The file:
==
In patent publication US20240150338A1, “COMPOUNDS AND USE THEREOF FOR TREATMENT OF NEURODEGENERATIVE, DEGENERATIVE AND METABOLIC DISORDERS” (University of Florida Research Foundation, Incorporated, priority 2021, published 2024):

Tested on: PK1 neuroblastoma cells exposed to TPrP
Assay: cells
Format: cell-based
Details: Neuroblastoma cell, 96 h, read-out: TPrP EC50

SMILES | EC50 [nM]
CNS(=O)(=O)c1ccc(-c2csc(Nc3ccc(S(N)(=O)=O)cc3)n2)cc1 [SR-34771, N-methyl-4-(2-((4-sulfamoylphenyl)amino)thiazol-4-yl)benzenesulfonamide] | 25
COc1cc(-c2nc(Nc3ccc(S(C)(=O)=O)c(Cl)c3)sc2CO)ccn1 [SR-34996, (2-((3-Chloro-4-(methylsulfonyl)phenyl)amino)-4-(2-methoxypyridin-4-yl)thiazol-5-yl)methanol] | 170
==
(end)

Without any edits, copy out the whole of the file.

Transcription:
In patent publication US20240150338A1, “COMPOUNDS AND USE THEREOF FOR TREATMENT OF NEURODEGENERATIVE, DEGENERATIVE AND METABOLIC DISORDERS” (University of Florida Research Foundation, Incorporated, priority 2021, published 2024):

Tested on: PK1 neuroblastoma cells exposed to TPrP
Assay: cells
Format: cell-based
Details: Neuroblastoma cell, 96 h, read-out: TPrP EC50

SMILES | EC50 [nM]
CNS(=O)(=O)c1ccc(-c2csc(Nc3ccc(S(N)(=O)=O)cc3)n2)cc1 [SR-34771, N-methyl-4-(2-((4-sulfamoylphenyl)amino)thiazol-4-yl)benzenesulfonamide] | 25
COc1cc(-c2nc(Nc3ccc(S(C)(=O)=O)c(Cl)c3)sc2CO)ccn1 [SR-34996, (2-((3-Chloro-4-(methylsulfonyl)phenyl)amino)-4-(2-methoxypyridin-4-yl)thiazol-5-yl)methanol] | 170